Yesterday's gain saw nearly 14% of the index rise above the 20-day moving average. However, it's worth noting that the magnitude of this move may not be as significant as the overall level of the model. Only 24% of the index's components are above their short-term trends as overall market breadth remains relatively weak. 
According to our research, longer-term breadth models tend to be more reliable indicators of market health because they filter out some of the noise. Specifically, the 200-day breadth measure has been shown to closely track the index drawdowns. Currently, about half of the index is trading above its 200-day moving average, with the S&P 500 hovering just above the threshold for a technical bear market. Despite the move in our shorter-term model, a breakdown in 200-day breadth will likely lead to a revisit of the October low.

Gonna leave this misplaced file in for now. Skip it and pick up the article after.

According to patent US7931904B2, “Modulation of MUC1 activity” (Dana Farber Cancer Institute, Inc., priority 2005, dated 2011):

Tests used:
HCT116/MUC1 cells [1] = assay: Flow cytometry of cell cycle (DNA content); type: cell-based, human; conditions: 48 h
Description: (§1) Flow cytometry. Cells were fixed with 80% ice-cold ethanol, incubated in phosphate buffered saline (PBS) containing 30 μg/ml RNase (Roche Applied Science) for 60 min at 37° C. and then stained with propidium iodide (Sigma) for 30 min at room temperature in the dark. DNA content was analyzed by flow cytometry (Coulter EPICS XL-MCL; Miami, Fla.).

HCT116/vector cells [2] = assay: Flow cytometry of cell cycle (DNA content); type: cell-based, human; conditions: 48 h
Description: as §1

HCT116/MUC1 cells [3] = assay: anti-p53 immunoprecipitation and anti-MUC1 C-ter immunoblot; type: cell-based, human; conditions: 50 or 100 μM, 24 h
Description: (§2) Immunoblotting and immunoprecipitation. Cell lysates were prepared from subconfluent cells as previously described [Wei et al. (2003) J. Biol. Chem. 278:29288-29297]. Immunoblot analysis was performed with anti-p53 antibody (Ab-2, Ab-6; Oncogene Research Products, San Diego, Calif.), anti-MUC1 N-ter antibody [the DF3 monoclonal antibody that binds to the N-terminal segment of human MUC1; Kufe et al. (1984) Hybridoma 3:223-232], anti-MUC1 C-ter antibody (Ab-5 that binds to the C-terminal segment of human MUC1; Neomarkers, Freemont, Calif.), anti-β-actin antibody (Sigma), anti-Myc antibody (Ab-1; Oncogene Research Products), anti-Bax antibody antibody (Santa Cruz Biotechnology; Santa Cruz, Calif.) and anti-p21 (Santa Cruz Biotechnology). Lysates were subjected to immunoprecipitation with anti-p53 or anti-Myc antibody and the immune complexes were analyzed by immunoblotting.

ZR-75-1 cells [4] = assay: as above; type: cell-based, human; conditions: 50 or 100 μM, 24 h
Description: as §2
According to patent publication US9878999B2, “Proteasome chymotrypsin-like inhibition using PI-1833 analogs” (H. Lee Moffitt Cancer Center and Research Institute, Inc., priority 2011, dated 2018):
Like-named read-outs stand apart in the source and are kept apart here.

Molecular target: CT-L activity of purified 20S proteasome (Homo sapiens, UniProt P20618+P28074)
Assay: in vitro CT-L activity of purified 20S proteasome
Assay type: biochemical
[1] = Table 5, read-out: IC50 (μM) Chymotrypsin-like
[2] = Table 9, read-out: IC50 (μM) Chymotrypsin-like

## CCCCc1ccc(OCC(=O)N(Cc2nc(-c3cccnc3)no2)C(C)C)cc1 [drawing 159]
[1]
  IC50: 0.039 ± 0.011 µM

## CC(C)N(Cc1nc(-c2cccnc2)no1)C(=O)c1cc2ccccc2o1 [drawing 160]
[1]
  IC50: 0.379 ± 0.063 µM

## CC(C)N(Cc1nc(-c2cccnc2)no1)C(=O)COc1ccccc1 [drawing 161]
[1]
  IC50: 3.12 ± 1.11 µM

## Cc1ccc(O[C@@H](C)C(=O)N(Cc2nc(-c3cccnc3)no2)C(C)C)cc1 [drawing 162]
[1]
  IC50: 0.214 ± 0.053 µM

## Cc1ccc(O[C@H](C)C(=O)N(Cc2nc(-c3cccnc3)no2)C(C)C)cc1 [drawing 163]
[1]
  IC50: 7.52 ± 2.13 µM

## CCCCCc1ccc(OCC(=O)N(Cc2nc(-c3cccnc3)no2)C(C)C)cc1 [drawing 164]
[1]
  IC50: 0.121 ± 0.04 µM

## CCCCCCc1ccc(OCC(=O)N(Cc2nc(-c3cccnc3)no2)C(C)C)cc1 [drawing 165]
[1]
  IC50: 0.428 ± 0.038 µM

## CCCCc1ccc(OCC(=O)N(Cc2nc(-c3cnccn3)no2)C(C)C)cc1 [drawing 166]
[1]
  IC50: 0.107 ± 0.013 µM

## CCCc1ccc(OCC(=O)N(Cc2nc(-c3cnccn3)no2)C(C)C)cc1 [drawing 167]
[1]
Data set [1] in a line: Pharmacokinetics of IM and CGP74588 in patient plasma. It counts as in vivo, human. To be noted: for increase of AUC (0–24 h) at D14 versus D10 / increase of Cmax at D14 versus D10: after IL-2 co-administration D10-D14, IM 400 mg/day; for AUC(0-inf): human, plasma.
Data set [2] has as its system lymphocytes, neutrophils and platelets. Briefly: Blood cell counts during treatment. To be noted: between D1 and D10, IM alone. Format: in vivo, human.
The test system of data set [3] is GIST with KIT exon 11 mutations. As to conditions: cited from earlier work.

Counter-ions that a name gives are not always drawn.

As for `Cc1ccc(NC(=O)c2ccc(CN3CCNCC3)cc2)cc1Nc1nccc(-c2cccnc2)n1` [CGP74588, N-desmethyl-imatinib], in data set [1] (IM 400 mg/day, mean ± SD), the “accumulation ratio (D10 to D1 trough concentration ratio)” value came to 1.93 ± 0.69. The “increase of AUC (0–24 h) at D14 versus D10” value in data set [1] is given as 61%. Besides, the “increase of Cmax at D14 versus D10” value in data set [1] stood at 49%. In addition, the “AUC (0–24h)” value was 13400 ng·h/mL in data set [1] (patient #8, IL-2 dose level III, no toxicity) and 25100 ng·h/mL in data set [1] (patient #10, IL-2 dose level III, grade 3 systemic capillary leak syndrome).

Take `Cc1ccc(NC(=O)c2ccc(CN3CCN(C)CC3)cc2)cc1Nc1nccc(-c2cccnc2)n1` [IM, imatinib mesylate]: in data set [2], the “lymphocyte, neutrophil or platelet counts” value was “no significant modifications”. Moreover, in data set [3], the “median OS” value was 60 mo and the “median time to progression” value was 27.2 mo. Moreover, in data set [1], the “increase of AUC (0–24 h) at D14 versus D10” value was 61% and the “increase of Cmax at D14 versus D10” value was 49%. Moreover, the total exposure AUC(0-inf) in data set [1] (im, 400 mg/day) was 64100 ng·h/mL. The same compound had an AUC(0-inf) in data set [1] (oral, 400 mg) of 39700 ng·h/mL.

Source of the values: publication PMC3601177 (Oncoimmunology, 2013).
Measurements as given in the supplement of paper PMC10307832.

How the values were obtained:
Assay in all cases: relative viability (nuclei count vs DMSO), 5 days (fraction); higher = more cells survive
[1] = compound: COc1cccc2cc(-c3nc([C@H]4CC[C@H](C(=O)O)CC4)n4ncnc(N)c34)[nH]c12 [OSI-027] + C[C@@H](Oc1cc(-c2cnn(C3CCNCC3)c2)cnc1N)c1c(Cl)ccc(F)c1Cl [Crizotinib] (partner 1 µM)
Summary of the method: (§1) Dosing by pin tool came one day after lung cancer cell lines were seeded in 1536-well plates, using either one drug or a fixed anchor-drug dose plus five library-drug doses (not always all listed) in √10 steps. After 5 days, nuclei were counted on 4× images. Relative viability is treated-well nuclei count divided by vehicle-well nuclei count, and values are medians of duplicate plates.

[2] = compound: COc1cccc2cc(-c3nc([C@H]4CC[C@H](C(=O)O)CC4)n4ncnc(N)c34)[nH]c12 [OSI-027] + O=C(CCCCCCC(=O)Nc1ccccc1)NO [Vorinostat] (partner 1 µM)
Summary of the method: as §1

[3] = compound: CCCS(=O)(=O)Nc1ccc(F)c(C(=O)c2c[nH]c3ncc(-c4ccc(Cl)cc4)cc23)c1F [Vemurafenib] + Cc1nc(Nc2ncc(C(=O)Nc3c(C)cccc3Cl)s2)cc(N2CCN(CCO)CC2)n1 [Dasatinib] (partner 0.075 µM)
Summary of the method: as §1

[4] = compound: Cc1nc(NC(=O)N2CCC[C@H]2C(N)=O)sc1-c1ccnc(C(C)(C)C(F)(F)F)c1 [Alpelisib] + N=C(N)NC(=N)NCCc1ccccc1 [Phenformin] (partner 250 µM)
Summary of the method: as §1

Vol Control Implied Rebalancing:

As expected, the 1-month volatility saw a moderate increase while the 3-month saw a slight decline. This is mainly due to the data leaving the sample rather than the data entering it, as the two look-back periods were dropping different-sized returns. We expect this type of dynamic to continue through the end of the year, which may lead to moderate buying activity from the volatility control space. Our model uses the higher of the 1-month or 3-month trailing volatility window, with the latter being the current measurement. This means that we expect smaller rebalancing requirements, as the 3-month volatility is less reactive to changes in the market. 

Today, we're not expecting any significant flows from vol control funds unless we breach the +/- 4% level. Given the lack of known event risk for the rest of the week, a move of that size seems highly unlikely. Overall exposure remains low in the 11%ile, about all Vol control funds have been willing to handle since Q2.